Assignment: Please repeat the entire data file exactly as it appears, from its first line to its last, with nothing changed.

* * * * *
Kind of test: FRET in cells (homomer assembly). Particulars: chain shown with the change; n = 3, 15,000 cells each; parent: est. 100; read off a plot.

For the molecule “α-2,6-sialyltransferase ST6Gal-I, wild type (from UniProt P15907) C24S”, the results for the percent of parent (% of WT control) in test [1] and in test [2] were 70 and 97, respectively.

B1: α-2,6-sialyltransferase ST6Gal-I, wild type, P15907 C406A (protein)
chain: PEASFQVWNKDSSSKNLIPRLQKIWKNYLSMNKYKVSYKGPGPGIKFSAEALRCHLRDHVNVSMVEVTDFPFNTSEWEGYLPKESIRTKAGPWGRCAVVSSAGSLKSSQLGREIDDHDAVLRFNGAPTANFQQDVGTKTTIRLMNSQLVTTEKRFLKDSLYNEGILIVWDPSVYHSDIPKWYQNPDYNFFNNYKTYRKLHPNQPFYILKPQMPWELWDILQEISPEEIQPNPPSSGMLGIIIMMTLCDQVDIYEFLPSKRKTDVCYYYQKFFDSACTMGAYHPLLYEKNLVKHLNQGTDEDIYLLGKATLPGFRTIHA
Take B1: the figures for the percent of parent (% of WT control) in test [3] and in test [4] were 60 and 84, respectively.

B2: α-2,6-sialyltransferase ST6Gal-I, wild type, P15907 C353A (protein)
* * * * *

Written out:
Kind of test: FRET in cells (homomer assembly). Particulars: chain shown with the change; n = 3, 15,000 cells each; parent: est. 100; read off a plot.

For the molecule “α-2,6-sialyltransferase ST6Gal-I, wild type (from UniProt P15907) C24S”, the results for the percent of parent (% of WT control) in test [1] and in test [2] were 70 and 97, respectively.

B1: α-2,6-sialyltransferase ST6Gal-I, wild type, P15907 C406A (protein)
chain: PEASFQVWNKDSSSKNLIPRLQKIWKNYLSMNKYKVSYKGPGPGIKFSAEALRCHLRDHVNVSMVEVTDFPFNTSEWEGYLPKESIRTKAGPWGRCAVVSSAGSLKSSQLGREIDDHDAVLRFNGAPTANFQQDVGTKTTIRLMNSQLVTTEKRFLKDSLYNEGILIVWDPSVYHSDIPKWYQNPDYNFFNNYKTYRKLHPNQPFYILKPQMPWELWDILQEISPEEIQPNPPSSGMLGIIIMMTLCDQVDIYEFLPSKRKTDVCYYYQKFFDSACTMGAYHPLLYEKNLVKHLNQGTDEDIYLLGKATLPGFRTIHA
Take B1: the figures for the percent of parent (% of WT control) in test [3] and in test [4] were 60 and 84, respectively.

B2: α-2,6-sialyltransferase ST6Gal-I, wild type, P15907 C353A (protein)